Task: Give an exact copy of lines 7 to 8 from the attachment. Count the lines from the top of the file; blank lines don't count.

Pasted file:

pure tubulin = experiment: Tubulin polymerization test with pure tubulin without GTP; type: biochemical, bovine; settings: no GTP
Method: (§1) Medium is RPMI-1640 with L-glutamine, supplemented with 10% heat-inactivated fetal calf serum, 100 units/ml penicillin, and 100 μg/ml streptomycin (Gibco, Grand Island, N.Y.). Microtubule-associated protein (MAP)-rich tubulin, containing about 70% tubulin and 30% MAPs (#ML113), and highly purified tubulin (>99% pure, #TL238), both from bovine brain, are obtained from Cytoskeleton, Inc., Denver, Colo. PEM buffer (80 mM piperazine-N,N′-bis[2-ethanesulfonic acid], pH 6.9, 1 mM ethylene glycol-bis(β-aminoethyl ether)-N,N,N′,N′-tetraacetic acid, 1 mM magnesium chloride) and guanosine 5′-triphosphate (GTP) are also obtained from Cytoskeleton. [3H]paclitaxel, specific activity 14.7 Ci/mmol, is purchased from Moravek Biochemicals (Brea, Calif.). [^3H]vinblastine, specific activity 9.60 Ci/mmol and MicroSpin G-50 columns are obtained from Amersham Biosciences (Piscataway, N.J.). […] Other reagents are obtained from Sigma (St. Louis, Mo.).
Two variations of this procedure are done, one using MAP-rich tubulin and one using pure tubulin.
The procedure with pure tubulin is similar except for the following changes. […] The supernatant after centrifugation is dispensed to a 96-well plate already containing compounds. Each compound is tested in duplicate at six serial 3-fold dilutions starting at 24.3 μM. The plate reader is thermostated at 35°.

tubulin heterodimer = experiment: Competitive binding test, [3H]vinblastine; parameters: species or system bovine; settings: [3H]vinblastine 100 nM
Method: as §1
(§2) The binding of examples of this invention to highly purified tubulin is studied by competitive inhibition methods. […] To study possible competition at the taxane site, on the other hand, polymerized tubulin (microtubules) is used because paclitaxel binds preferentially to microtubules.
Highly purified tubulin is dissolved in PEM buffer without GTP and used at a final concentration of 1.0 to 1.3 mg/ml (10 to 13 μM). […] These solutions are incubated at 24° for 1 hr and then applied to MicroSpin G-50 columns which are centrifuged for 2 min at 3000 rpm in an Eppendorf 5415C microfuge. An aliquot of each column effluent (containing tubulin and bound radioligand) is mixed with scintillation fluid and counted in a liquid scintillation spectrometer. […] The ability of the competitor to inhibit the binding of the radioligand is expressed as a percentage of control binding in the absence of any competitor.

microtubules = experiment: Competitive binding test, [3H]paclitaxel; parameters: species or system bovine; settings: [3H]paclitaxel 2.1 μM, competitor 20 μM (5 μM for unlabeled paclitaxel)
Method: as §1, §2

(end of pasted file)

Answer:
(§2) The binding of examples of this invention to highly purified tubulin is studied by competitive inhibition methods. […] To study possible competition at the taxane site, on the other hand, polymerized tubulin (microtubules) is used because paclitaxel binds preferentially to microtubules.
Highly purified tubulin is dissolved in PEM buffer without GTP and used at a final concentration of 1.0 to 1.3 mg/ml (10 to 13 μM). […] These solutions are incubated at 24° for 1 hr and then applied to MicroSpin G-50 columns which are centrifuged for 2 min at 3000 rpm in an Eppendorf 5415C microfuge. An aliquot of each column effluent (containing tubulin and bound radioligand) is mixed with scintillation fluid and counted in a liquid scintillation spectrometer. […] The ability of the competitor to inhibit the binding of the radioligand is expressed as a percentage of control binding in the absence of any competitor.